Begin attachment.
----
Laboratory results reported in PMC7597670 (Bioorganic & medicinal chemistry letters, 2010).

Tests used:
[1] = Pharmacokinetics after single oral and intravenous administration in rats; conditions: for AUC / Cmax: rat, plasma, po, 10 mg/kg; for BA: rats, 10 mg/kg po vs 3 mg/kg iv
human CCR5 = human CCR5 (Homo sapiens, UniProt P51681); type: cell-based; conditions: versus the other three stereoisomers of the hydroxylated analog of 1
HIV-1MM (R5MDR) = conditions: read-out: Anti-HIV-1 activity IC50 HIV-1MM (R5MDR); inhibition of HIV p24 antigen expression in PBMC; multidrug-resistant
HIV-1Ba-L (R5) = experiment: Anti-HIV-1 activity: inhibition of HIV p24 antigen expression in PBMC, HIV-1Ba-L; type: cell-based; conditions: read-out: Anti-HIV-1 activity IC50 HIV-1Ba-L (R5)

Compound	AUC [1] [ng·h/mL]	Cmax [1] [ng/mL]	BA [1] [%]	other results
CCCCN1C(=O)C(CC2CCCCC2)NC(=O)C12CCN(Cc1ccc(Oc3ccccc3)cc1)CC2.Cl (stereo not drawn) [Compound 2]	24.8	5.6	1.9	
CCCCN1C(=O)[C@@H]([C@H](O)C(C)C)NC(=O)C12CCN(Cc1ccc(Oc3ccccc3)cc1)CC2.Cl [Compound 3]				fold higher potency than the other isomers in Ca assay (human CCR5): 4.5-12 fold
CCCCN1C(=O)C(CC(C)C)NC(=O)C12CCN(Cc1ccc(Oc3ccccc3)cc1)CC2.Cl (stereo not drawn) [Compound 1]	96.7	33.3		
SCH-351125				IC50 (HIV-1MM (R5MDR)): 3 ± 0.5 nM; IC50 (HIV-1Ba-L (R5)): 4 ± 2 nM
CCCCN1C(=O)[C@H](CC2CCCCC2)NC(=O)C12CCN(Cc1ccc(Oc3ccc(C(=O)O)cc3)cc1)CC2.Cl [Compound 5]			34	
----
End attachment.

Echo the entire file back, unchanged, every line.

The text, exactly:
Laboratory results reported in PMC7597670 (Bioorganic & medicinal chemistry letters, 2010).

Tests used:
[1] = Pharmacokinetics after single oral and intravenous administration in rats; conditions: for AUC / Cmax: rat, plasma, po, 10 mg/kg; for BA: rats, 10 mg/kg po vs 3 mg/kg iv
human CCR5 = human CCR5 (Homo sapiens, UniProt P51681); type: cell-based; conditions: versus the other three stereoisomers of the hydroxylated analog of 1
HIV-1MM (R5MDR) = conditions: read-out: Anti-HIV-1 activity IC50 HIV-1MM (R5MDR); inhibition of HIV p24 antigen expression in PBMC; multidrug-resistant
HIV-1Ba-L (R5) = experiment: Anti-HIV-1 activity: inhibition of HIV p24 antigen expression in PBMC, HIV-1Ba-L; type: cell-based; conditions: read-out: Anti-HIV-1 activity IC50 HIV-1Ba-L (R5)

Compound	AUC [1] [ng·h/mL]	Cmax [1] [ng/mL]	BA [1] [%]	other results
CCCCN1C(=O)C(CC2CCCCC2)NC(=O)C12CCN(Cc1ccc(Oc3ccccc3)cc1)CC2.Cl (stereo not drawn) [Compound 2]	24.8	5.6	1.9	
CCCCN1C(=O)[C@@H]([C@H](O)C(C)C)NC(=O)C12CCN(Cc1ccc(Oc3ccccc3)cc1)CC2.Cl [Compound 3]				fold higher potency than the other isomers in Ca assay (human CCR5): 4.5-12 fold
CCCCN1C(=O)C(CC(C)C)NC(=O)C12CCN(Cc1ccc(Oc3ccccc3)cc1)CC2.Cl (stereo not drawn) [Compound 1]	96.7	33.3		
SCH-351125				IC50 (HIV-1MM (R5MDR)): 3 ± 0.5 nM; IC50 (HIV-1Ba-L (R5)): 4 ± 2 nM
CCCCN1C(=O)[C@H](CC2CCCCC2)NC(=O)C12CCN(Cc1ccc(Oc3ccc(C(=O)O)cc3)cc1)CC2.Cl [Compound 5]			34	